Suspected jihadists detonated a roadside bomb on Sunday near the Giza Pyramids in Egypt, damaging a tour bus and injuring over a dozen tourists, many of them hailing from South Africa. Egyptian security forces responded with raids that killed 12 suspected Islamist militants.
Terrorists detonated the bomb, described as a crude device packed with nails and bits of scrap metal to serve as shrapnel, near the fence surrounding a museum under construction. Pictures taken at the scene showed the bus with shattered windows and glass shards filling the interior.
A Catholic parish in South Africa reportedly chartered the bus, whose members were on a “pilgrimage and tour of Egypt.” A priest from the parish was among the injured. Authorities did not describe any of the injuries as critical.
The Egyptian Interior Ministry released a statement on Monday saying security forces killed 12 suspected Islamist militants in two raids conducted in the suburbs of Cairo. The militants were said to be members of Hasm, a group allied with the international Muslim Brotherhood, outlawed in Egypt after President Abdel Fattah el-Sisi removed Muslim Brotherhood leader Mohamed Morsi in 2013.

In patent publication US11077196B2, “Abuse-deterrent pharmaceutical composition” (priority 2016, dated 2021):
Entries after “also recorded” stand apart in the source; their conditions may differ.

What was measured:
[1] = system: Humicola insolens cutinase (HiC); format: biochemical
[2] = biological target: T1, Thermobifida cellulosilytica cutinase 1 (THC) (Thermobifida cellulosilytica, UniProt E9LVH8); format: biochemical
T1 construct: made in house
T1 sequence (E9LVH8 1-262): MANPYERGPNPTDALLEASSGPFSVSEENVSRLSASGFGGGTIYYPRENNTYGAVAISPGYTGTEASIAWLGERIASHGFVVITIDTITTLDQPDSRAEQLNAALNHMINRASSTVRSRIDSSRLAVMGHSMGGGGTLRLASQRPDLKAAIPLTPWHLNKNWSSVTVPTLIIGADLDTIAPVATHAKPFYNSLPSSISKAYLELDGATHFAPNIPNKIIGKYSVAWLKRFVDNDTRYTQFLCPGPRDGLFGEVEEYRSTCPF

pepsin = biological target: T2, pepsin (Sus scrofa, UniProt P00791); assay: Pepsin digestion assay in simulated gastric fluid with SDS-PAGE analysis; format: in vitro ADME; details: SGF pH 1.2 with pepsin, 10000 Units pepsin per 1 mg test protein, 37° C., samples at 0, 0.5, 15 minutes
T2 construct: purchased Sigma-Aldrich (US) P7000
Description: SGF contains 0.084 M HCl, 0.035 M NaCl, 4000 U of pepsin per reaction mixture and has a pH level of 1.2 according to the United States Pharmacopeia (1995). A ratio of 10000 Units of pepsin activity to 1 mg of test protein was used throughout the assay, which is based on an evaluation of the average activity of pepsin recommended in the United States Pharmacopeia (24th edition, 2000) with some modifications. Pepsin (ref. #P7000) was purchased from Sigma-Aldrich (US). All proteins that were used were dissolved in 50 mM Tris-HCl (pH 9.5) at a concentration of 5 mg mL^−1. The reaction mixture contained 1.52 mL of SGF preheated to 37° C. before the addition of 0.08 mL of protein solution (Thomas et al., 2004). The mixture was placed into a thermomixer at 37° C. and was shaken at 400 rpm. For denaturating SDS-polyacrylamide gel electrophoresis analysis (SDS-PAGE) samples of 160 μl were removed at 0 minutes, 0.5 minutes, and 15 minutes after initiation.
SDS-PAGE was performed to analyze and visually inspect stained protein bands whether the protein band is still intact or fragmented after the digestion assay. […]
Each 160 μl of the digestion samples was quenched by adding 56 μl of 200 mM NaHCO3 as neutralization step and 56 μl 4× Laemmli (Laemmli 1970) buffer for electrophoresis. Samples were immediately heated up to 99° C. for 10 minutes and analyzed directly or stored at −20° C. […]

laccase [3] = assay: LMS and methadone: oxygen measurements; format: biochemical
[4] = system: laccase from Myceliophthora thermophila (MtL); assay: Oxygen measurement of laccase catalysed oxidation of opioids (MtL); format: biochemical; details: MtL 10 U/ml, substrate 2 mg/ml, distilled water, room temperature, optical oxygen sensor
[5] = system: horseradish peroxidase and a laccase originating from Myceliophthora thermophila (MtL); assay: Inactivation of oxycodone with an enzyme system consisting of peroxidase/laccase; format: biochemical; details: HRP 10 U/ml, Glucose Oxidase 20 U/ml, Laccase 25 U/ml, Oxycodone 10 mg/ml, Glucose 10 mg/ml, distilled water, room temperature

Egyptian security officials said Hasm has been planning to execute a series of terrorist attacks designed to create an “atmosphere of chaos.”
The Interior Ministry did not state if the militants killed in the two shoot-outs with security forces had concrete links to the bus bombing. As of Monday morning, no terrorist organization had made a formal claim of responsibility.
The Egyptian government is obviously concerned by terrorist threats to the vital tourism industry. The tourism ministry stated the bombing caused only three “light injuries” and the South African visitors were given the tour they desired, with an escort by ministry officials.